My second greatest force is my calling. I’ve been listening to the voice in my heart more closely than ever, and it tells me that my calling is to create: to create pieces that empower women, and make them feel beautiful, confident and expressive. At the moment, those pieces are jewelry, but something tells me it may blossom into other forms of art in the future, as well.
Anytime I feel lost or doubt myself throughout this journey,
I re-visit both of those forces, and they give me all the strength I need to keep going.
What project past, present or future has been most meaningful to you?
I must say just seeing each piece of jewelry go from a mere idea to a wearable, tangible piece – that is undoubtedly the most meaningful experience that will always be surreal to me.
When women respond, wear, and fall in love with a given piece, I get a feeling that is truly indescribable, and it honestly brings me to tears when I really stop and think about it. I feel so honoured each & every time someone chooses a piece of Cadette Jewelry, especially when there are endless options at their fingertips.
If you had to collectively name the message you are trying to portray through your work, what would it be?
I’m trying to show women that meaningful design and craftsmanship is important in this day and age, especially where there is just SO much being produced, in such excess. And that women deserve to have thoughtfully-made products in & around their everyday lives.
I share a lot of my handmade process on Instagram for that full transparency, to hopefully inspire the audience to question how and where things are made, more and more.
Every design within the Cadette Jewelry line has a sincere story or meaning behind it – drawing inspiration from the journey of womanhood, to the organic beauty of nature, to artwork that I connect with.
Cadette Jewelry equips the mindful woman with aesthetically beautiful pieces that also have a story, spirit & soul infused into them – ultimately, jewelry that women can feel great about wearing.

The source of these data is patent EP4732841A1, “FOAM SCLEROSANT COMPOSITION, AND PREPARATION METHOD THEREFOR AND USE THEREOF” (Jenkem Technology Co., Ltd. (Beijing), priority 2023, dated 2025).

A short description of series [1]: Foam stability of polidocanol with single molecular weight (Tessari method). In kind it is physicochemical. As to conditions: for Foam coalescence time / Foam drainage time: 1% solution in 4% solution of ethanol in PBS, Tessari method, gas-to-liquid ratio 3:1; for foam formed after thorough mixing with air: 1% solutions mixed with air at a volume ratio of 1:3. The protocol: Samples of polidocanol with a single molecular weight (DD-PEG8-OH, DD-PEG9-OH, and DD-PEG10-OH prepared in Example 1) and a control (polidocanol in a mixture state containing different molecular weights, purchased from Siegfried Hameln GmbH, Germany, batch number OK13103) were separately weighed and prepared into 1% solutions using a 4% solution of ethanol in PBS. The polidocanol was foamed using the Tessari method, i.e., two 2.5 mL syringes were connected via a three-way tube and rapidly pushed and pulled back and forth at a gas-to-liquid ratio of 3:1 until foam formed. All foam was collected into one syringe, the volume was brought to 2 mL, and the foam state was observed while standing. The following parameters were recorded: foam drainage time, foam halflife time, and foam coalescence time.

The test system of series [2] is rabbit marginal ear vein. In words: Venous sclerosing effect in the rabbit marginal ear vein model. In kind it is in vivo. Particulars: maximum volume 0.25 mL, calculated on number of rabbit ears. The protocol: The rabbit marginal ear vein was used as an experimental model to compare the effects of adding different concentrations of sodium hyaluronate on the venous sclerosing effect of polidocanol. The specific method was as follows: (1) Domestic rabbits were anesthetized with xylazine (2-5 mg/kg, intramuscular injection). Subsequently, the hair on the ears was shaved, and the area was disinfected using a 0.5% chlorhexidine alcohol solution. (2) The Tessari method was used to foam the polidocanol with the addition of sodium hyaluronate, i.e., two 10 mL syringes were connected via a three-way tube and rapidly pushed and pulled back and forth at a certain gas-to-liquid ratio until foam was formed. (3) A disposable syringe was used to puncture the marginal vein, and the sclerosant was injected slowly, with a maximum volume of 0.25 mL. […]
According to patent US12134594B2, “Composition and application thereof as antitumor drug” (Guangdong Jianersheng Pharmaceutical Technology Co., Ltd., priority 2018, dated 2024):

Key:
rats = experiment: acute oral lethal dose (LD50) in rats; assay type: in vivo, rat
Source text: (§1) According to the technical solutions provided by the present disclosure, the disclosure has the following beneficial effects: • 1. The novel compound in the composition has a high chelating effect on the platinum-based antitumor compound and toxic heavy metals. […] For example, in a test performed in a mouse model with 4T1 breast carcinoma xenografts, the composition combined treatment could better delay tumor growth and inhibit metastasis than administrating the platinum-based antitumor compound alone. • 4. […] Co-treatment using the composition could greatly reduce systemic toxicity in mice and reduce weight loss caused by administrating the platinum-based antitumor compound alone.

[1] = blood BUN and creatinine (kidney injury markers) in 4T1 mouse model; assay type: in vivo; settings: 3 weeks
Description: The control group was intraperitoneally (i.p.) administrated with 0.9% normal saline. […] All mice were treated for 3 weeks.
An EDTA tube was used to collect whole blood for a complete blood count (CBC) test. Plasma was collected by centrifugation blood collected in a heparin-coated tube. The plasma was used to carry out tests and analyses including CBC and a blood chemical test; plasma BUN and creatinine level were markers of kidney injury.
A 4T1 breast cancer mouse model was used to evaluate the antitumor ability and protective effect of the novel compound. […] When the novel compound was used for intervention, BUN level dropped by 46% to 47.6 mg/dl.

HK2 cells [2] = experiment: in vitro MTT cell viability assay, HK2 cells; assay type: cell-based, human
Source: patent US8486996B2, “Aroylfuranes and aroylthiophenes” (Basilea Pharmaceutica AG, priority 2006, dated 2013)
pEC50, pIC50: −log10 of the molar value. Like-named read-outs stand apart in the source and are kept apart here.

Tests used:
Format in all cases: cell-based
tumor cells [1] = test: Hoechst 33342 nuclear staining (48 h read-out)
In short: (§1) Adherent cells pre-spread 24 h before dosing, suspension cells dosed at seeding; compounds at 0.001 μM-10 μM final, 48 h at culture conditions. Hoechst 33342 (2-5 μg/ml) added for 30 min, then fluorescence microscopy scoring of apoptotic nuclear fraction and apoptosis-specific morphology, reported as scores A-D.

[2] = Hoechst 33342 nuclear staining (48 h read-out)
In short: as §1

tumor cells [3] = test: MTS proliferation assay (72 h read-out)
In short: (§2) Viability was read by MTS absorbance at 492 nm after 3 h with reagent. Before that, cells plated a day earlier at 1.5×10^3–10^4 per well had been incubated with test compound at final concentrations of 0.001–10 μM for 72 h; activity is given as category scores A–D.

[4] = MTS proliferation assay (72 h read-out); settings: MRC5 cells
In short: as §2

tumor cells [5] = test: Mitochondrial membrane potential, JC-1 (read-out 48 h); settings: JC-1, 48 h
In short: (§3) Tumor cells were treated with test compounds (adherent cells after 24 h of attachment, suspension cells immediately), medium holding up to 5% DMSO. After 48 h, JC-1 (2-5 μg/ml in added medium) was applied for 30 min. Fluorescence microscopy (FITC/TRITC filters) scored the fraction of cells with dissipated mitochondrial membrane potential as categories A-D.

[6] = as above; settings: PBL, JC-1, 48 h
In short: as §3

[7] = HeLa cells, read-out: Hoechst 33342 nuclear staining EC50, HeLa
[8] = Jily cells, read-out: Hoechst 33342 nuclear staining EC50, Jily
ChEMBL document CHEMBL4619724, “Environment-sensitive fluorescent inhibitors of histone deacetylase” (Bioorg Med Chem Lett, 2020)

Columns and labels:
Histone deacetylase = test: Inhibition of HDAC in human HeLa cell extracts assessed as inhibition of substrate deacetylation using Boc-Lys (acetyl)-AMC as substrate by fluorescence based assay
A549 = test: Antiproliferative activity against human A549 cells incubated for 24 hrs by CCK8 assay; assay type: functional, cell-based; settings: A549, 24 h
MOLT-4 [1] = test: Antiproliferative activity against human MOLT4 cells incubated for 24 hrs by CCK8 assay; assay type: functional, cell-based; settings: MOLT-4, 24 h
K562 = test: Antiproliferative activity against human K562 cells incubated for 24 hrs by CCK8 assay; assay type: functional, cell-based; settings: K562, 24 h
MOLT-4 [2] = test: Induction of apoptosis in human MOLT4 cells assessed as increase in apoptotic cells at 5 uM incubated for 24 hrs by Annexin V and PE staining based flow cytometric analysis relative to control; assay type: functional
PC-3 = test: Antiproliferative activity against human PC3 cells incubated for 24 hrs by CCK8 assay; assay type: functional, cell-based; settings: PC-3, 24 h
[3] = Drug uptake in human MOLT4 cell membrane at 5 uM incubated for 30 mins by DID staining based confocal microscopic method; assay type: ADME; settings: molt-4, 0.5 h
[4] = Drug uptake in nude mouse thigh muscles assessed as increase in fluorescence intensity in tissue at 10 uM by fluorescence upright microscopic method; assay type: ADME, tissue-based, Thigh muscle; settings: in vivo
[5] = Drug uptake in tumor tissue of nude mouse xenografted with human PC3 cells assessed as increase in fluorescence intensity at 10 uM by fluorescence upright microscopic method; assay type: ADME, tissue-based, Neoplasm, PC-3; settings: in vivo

Are there any societal ideas about women you feel particularly need to be challenged?
Yes. I’ve become very passionate about the world of entrepreneurship in the past few years, as I push (as hard as I can) to continue to grow Cadette. And am aware that both societal perception and statistics indicate that male-run small businesses are more likely to possess the ‘gravitas’ to successfully remain in business for longer periods of time, than female-led businesses.
I am endlessly blown away by the fight, ambition, and strength
I see in so many female entrepreneurs I’ve been meeting over the past while,
and there is no doubt in mind we will see this perception and statistic change.
Who is one woman who inspires you?
My mother. As mentioned above, her entrepreneurial spirit, and her selfless acts of love & generosity to all those around her that I was so blessed to witness while she was here, that have influenced & inspired me to persevere and continue building Cadette, as well as to never lose sight of my calling, which is to create and share my art with the world.
As a creative finding your path, what words of advice do you have for the easy. Community?
Two critical pieces of advice that were given to me, and that I’d love to share, are:
1: Life is short, do it now.
It sounds simple, but many of us still get held back from achieving our FULL potential and dreams because of the pressures that society or other ‘forces’ put on us. We only have one life to live, and if a certain goal or dream that you want to pursue seems scary or risky, just start with baby steps – and watch those steps grow organically.
2: You don’t get what you don’t ask for.
In other words, be bold, have courage, go out and get what you want! I’ve had my struggles just idly sitting by, hoping & wishing things I wanted would come along. But that just doesn’t happen – you have to prove to yourself and the universe that, that ‘thing,’ that you seek, is MEANT to be yours – and you often have to make it happen yourself.
Learn more at cadettejewelry.com